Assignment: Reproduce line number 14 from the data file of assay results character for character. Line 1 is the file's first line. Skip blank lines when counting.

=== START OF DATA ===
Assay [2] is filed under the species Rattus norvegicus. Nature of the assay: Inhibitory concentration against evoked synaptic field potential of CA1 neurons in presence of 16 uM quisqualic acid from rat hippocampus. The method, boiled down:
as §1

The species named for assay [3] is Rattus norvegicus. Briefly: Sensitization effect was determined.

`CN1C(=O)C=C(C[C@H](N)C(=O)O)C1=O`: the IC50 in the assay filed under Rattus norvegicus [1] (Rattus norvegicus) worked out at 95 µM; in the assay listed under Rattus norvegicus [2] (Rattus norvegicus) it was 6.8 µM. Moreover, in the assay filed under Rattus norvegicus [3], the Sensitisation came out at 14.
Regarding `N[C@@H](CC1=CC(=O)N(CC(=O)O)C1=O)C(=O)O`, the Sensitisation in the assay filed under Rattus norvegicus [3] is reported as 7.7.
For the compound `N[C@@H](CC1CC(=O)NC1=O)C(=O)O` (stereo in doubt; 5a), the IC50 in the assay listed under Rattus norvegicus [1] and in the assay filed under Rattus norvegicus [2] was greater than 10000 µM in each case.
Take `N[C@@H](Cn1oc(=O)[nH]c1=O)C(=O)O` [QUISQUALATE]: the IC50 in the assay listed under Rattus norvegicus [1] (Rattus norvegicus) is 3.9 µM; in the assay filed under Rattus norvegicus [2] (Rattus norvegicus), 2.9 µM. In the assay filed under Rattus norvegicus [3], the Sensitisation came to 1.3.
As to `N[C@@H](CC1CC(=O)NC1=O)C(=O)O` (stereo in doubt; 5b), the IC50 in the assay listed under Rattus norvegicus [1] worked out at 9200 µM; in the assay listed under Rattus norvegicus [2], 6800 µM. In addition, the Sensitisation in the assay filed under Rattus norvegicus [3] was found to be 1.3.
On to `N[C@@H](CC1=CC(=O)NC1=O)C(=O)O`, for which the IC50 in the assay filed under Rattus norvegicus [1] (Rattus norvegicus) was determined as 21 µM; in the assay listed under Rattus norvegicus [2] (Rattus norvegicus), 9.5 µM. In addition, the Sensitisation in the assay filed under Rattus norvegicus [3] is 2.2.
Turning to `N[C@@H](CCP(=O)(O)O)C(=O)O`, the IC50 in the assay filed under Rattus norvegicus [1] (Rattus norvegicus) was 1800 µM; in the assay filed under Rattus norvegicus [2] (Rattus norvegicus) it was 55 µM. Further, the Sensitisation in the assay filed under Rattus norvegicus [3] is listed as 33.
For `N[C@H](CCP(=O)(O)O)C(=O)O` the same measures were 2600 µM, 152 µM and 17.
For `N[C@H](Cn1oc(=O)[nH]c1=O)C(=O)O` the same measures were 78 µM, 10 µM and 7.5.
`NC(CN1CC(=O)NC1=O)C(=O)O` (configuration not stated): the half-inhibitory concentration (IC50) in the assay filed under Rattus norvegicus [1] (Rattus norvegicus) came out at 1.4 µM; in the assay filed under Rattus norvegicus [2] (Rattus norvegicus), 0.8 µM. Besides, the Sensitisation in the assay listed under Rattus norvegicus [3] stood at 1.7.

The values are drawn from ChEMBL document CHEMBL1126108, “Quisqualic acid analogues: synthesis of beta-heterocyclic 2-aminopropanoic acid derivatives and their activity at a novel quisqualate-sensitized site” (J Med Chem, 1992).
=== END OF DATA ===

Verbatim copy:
The values are drawn from ChEMBL document CHEMBL1126108, “Quisqualic acid analogues: synthesis of beta-heterocyclic 2-aminopropanoic acid derivatives and their activity at a novel quisqualate-sensitized site” (J Med Chem, 1992).